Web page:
There are other signs that things are changing. Intel has tried to replace the ATX motherboard with BTX. However, ATX is still the standard and BTX is still not popular with OEM's. In contrast, AMD is introducing two new motherboard standards. For workstations, ATX is too small so AMD introduced an extended ATX standard with Quad FX. A new standard is badly needed since there is no current standard larger than ATX. And while ATX is too small for workstations it is too large for low cost desktop systems. So, AMD is also introducing the DTX standard which will allow smaller motherboards and cases. This standard seems particularly attractive for several reasons. The first is that the rise of USB as a common external port means that many ports like the parallel, serial, and even mouse and keyboard ports can be left off. This means much less competition for I/O port space at the back of the motherboard. Secondly, both Intel and AMD are talking about putting GPU's in the CPU package. With AMD's Integrated Memory Controller (IMC) this would completely eliminate the Northbridge chip which would similarly reduce competition for space on the motherboard itself. There is some indication that Intel is resisting this move for fear of losing chipset revenue. However, making the motherboard and case smaller while reducing the chip count and I/O ports will reduce costs for OEM's so DTX should become very popular.

Another big problem for Intel is server support from IBM. Intel currently enjoys good server support from IBM because IBM spent a lot of money developing its Hurricane chip for the Xeon FSB and is eager to sell as many systems with it as possible. The problem is that Intel's Nehalem processor has its own IMC and therefore no FSB which makes it incompatible with Hurricane. It would of course be possible for IBM to create another chipset to support Nehalem but this does not appear likely. The reason for this is that one of Intel's current directions is to use the same socket for both Nehalem and Itanium. This should reduce cost for Itanium development and particularly for IBM's sever competitor, HP. Apparently, in response to this, IBM is making its Power 7 family socket compatible with AMD's Opteron. So, it appears that the strong server support that Intel enjoyed because of Hurricane is now over and that IBM will strongly support Opteron instead. With Itanium on the Xeon socket and Power on the Opteron socket this leaves Sparc as the only competing server processor without leveraged support. It remains to be seen what Sun's response will be but without similar costs reductions Sparc could be pushed out of the market.

Other problem areas have included compilers and DIMMs. With its IMC AMD's K8 processors benefit from low latency. AMD would have therefore benefited from DDR speeds of 466 and 500MHz. However, Intel was able to push the development of DDR2 so DDR standard speeds stopped prematurely at only 400MHz. There is no doubt that this helped Intel while hurting AMD. However, there is currently some suggestion that AMD will be able to get DDR2 extended from 800MHz to 1066MHz. If this is true then it would be a real benefit for AMD. Coming with lackluster support for Intel's FBDIMM this would indicate genuine shift in influence. Likewise Intel enjoyed optimal code speed from its compiler while AMD without its own compiler often saw its full processor power unused. Now, however, the Portland Group has a compiler that produces good code for both Intel and AMD processors. This would appear to be the logical choice for software developers who want the maximum possible market for their products. However, increasing use of this compiler by developers is reducing another of Intel's artificial advantages. It isn't an overnight change but all of these things should steadily erode Intel's monopoly standards position and allow AMD to create its own standards independently of Intel.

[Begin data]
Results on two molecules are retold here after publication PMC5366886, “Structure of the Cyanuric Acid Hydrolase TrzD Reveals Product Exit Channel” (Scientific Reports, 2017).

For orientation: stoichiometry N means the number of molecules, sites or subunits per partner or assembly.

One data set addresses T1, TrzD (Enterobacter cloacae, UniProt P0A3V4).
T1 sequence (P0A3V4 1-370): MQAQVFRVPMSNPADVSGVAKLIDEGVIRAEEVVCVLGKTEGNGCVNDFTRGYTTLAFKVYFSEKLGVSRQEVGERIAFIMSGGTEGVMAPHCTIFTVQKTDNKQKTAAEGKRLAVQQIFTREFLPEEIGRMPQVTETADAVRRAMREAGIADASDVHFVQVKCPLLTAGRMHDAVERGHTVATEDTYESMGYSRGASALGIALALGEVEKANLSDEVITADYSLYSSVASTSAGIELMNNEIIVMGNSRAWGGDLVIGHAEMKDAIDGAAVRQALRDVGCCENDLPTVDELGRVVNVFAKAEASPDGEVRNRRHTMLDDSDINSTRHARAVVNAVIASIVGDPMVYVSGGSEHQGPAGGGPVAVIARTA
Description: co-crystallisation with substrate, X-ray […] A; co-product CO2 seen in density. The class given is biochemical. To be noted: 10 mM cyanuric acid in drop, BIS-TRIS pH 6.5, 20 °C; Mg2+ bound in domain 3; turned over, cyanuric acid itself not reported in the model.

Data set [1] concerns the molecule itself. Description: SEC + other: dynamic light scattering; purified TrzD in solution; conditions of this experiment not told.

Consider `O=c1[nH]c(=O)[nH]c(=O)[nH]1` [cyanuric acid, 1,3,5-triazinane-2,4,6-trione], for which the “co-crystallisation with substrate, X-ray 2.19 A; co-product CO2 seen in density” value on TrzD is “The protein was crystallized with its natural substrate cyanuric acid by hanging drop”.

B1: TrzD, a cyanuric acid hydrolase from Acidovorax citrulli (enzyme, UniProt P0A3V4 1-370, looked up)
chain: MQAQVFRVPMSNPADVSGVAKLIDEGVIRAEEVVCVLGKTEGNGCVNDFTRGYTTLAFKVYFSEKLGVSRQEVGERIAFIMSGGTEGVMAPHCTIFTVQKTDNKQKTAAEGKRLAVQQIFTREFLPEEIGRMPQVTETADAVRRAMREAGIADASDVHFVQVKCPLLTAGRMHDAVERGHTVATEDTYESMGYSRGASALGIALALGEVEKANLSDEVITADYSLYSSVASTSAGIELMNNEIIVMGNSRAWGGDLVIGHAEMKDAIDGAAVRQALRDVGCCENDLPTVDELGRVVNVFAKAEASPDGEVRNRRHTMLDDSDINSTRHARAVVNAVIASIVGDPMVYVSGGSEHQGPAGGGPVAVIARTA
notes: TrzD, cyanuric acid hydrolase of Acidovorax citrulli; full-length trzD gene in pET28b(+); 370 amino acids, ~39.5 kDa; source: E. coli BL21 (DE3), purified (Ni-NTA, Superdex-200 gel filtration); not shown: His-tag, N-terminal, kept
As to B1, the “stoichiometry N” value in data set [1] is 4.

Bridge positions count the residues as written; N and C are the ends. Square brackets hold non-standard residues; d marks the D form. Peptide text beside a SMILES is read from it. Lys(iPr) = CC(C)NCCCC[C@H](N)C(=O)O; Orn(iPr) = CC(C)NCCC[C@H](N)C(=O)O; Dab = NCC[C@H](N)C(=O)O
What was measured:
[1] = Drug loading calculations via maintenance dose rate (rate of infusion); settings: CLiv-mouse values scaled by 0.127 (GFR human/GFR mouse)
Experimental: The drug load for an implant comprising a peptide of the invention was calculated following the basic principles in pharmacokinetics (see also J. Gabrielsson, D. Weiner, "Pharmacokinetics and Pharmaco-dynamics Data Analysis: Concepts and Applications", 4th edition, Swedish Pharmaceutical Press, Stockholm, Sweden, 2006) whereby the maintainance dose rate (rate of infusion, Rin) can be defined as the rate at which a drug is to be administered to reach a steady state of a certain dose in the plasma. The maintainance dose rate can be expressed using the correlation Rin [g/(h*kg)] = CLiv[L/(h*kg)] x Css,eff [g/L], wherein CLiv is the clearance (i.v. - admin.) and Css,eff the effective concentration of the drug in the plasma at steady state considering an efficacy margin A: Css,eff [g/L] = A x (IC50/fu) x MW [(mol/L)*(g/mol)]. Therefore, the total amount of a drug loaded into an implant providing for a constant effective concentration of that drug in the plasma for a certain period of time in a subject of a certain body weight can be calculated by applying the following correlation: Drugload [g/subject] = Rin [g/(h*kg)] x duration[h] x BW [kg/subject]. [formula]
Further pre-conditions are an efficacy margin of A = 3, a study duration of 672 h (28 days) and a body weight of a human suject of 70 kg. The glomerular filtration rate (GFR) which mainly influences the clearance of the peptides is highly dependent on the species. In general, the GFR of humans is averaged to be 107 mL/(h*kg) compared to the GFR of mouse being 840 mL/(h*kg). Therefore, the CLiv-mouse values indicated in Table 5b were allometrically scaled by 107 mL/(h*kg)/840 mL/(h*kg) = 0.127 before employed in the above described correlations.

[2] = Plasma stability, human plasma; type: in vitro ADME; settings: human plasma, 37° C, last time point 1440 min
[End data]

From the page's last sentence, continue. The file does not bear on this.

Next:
If AMD does indeed succeed in breaking the Intel monopoly by late 2008 then IBM's increased server support will simply strengthen AMD's position. I've heard a lot of talk about Intel's lead in process technology. However, this too is changing. AMD will reduce Intel's lead at 45nm to just 6 months. But, Intel will continue with a 24 month cycle to 32nm while AMD is pursuing an 18 month schedule. This should mean that AMD will introduce 32nm at basically the same time as Intel in late 2009 or early 2010, a difference of perhaps a few weeks instead of months. It also appears that Intel's Simultaneous Multi-Threading strategy is going to be ineffective for some time. This should be a maximum benefit on dual cores but a decreasing benefit on quad cores or quad cores on dual sockets. This is true because both Vista and Linux would be hard pressed to produce the 8 or 16 threads necessary to fully occupy these chips. This really only competes with the limited market currently being pursued by Sun's T1 chip. All in all, SMT is a good thing for processors and it is commendable if Intel can release a good version. However it is ironic that this advance would put Intel in the same boat that AMD has been in since 2003 with its advanced 64 bit K8 hardware underutilized.

I think that Intel will eventually realize that it still needs a few philosophy changes. Essentially I think that Intel's current strategy of low prices is going to fall flat in 2008 when faced with Fusion, chipsets without Northbridges, and DTX since this is exactly the platform that can flourish with severe pricing pressure. In contrast, Intel seems to be holding out by continuing to use the old FSB on single socket Nehalems and these will not fare so well with low prices. I would say that Intel is heading for another round of reorganization in late 2008 or early 2009. I also think Intel will end up scaling back some 45nm and 32nm FAB upgrades. I'm not sure if AMD will actually pursue the NY FAB option. If AMD is still pressed for cash it may resort to some type of expansion in Dresden perhaps as it did with FAB 30 back in 2004. So, we should continue to see AMD and Intel moving closer together into 2010.